Computing and Information Systems - Theses
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ItemScheduling and rostering with learning constraint solversDowning, Nicholas Ronald ( 2016)In this research we investigate using Constraint Programming (CP) with Lazy Clause Generation (LCG), that is, constraint solvers with nogood learning, to tackle a number of well known scheduling, rostering, and planning problems. We extend a number of CP constraints to be useable in an LCG solver, and we investigate alternative search strategies that use the Unsatisfiable Cores, i.e. reasons for failure returned by the LCG solver, to guide the search for optimal solutions. We give comprehensive analysis and experiments. These experiments show that while adding more and more sophisticated constraint propagators to LCG delivers diminishing returns, unsatisfiable-core optimization which leverages the infrastructure provided by LCG can deliver significant benefits which are unavailable in CP without LCG. Overall, we demonstrate that LCG is a highly competitive technology for solving realistic industrial scheduling and rostering problems to optimality, allowing that the problems are smaller than those tackled by competing algorithms which do not prove optimality.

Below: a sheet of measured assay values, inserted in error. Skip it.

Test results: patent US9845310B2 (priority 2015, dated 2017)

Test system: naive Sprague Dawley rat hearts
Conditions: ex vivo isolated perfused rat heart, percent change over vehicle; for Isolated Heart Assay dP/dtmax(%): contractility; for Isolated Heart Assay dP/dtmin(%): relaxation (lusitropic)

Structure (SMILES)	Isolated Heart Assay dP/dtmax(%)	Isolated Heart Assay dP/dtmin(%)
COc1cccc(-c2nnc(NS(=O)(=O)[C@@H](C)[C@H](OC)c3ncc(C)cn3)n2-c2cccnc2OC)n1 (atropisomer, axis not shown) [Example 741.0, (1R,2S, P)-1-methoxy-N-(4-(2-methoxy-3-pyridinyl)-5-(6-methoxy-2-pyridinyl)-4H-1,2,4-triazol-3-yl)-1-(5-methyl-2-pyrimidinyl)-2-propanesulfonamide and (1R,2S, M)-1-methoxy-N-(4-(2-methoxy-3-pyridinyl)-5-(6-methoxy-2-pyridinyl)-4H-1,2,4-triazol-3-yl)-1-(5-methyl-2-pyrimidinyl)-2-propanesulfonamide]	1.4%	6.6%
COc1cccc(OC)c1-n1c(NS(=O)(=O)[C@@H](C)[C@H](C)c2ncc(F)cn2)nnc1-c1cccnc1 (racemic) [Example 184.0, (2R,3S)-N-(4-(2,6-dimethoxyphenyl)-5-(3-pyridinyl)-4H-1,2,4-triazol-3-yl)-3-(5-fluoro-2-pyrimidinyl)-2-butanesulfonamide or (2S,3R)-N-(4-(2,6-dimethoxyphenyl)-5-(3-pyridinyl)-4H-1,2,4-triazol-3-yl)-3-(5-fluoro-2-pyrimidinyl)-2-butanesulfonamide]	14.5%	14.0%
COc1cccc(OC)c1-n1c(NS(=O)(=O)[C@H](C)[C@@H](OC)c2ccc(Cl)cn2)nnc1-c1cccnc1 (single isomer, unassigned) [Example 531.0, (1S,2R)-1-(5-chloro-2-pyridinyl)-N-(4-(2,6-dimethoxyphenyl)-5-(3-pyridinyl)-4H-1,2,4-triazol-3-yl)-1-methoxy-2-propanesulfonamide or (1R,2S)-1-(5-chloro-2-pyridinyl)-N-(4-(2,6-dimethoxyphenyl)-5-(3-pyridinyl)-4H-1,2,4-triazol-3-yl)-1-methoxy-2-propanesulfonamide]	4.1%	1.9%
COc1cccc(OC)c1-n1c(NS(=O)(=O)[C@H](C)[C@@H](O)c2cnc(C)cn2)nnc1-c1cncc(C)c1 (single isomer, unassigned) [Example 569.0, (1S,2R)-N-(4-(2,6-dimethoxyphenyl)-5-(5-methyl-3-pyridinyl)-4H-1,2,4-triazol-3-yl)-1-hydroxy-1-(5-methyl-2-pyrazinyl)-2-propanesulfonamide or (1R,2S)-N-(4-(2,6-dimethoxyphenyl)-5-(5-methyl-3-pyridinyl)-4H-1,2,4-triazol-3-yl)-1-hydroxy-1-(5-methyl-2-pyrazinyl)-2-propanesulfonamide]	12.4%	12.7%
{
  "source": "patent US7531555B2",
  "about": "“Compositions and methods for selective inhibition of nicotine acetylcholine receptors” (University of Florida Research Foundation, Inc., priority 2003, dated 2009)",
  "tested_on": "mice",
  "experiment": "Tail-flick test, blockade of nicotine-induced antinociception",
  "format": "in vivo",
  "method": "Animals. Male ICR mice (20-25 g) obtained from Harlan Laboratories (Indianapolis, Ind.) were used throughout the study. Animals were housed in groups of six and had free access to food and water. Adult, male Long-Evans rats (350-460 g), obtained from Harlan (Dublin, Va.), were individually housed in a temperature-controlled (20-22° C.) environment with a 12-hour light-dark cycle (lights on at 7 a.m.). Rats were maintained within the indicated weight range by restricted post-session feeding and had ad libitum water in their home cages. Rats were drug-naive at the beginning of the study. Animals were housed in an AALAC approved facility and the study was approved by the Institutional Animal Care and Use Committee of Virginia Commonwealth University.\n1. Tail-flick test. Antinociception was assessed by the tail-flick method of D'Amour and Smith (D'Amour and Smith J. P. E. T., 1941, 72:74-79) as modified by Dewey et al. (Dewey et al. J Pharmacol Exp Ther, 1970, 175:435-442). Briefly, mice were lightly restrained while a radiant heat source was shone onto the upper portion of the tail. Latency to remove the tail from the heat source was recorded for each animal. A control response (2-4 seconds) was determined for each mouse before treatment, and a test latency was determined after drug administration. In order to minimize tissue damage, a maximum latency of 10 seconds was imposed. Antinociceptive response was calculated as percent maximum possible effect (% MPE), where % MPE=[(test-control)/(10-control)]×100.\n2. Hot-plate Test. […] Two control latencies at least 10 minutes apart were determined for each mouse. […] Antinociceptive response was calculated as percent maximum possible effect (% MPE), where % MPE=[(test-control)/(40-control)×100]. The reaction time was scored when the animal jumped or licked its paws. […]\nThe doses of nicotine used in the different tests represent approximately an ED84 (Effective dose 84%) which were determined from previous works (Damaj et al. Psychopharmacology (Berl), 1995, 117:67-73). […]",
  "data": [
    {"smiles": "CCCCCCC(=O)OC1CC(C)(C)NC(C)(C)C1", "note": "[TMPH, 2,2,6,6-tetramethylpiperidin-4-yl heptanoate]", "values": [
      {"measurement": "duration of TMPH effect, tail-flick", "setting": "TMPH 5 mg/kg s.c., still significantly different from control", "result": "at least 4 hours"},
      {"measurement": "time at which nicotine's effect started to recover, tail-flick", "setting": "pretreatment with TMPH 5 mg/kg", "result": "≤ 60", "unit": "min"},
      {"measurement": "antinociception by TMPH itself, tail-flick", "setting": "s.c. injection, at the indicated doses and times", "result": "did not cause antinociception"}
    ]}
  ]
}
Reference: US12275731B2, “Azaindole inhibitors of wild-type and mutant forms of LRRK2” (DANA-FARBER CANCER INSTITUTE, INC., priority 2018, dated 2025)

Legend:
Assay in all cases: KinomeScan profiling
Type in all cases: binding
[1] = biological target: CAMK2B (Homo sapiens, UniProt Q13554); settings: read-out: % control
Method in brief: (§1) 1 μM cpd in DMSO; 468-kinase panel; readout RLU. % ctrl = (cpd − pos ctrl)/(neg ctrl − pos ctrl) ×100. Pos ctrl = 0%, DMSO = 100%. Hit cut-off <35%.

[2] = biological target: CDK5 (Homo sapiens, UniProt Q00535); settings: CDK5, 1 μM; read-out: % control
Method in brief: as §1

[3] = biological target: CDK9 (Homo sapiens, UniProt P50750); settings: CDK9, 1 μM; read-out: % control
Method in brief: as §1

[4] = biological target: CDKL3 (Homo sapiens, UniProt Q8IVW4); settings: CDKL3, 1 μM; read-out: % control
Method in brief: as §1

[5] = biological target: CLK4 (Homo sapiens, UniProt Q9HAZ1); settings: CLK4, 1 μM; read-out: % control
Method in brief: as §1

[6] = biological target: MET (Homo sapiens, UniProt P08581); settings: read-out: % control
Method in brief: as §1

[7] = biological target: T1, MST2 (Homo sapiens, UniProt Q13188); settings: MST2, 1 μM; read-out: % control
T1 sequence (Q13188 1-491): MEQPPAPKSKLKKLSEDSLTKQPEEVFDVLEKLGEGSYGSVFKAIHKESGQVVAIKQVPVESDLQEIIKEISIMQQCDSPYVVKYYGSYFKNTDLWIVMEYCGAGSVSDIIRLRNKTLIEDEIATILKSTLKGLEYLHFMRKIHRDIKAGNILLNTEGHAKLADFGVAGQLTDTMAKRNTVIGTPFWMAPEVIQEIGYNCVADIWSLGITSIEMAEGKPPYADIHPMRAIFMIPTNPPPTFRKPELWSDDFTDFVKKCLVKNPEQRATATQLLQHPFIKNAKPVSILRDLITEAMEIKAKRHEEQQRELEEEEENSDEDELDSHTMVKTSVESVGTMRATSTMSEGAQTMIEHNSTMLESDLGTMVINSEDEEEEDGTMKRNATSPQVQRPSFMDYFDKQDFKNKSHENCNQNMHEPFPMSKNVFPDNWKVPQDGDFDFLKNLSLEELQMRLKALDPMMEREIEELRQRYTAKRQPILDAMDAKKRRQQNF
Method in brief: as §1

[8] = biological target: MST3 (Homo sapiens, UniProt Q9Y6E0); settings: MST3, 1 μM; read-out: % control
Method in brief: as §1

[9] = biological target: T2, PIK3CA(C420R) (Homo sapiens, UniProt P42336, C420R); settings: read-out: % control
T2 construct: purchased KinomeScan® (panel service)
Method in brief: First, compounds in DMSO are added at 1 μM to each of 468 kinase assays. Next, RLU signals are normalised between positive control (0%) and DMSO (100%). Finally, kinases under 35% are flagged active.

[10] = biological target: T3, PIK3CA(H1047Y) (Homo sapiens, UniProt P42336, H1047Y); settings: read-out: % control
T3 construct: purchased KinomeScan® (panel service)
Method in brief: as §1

ItemResource provisioning and scheduling algorithms for scientific workflows in cloud computing environmentsRodriguez Sossa, Maria Alejandra ( 2016)Scientific workflows describe a series of computations that enable the analysis of data in a structured and distributed manner. Their importance is exacerbated in todays big data era as they become a compelling mean to process and extract knowledge from the ever-growing data produced by increasingly powerful tools such as telescopes, particle accelerators, and gravitational wave detectors. Due to their large-scale nature, scheduling algorithms are key to efficiently automate their execution in distributed environments, and as a result, to facilitate and accelerate the pace of scientific progress. The emergence of the latest distributed system paradigm, cloud computing, brings with it tremendous opportunities to run workflows at low costs without the need of owning any infrastructure. In particular, Infrastructure as a Service (IaaS) clouds, offer an easily accessible, flexible, and scalable infrastructure for the deployment of these scientific applications by providing access to a virtually infinite pool of resources that can be acquired, configured, and used as needed and are charged on a pay-per-use basis. This thesis investigates novel resource provisioning and scheduling approaches for scientific workflows in IaaS clouds. They address fundamental challenges that arise from the multi-tenant, resource-abundant, and elastic resource model and are capable of fulfilling a set of quality of service requirements expressed in terms of execution time and cost. It advances the field by making the following key contributions: 1. A taxonomy and survey of the state-of-the-art scientific workflow scheduling algorithms designed exclusively for IaaS clouds. 2. A novel static scheduling algorithm that leverages Particle Swarm Optimization to generate a workflow execution and resource provisioning plan that minimizes the infrastructure cost while meeting a deadline constraint. 3. A hybrid algorithm based on a variation of the Unbounded Knapsack Problem that finds a trade-off between making static decisions to find better-quality schedules and dynamic decisions to adapt to unexpected delays. 4. A scalable algorithm that combines heuristics and two different Integer Programming models to generate schedules that minimize the execution time of the work- flow while meeting a budget constraint. 5. The implementation of a cloud resource management module and its integration to an existing Workflow Management System.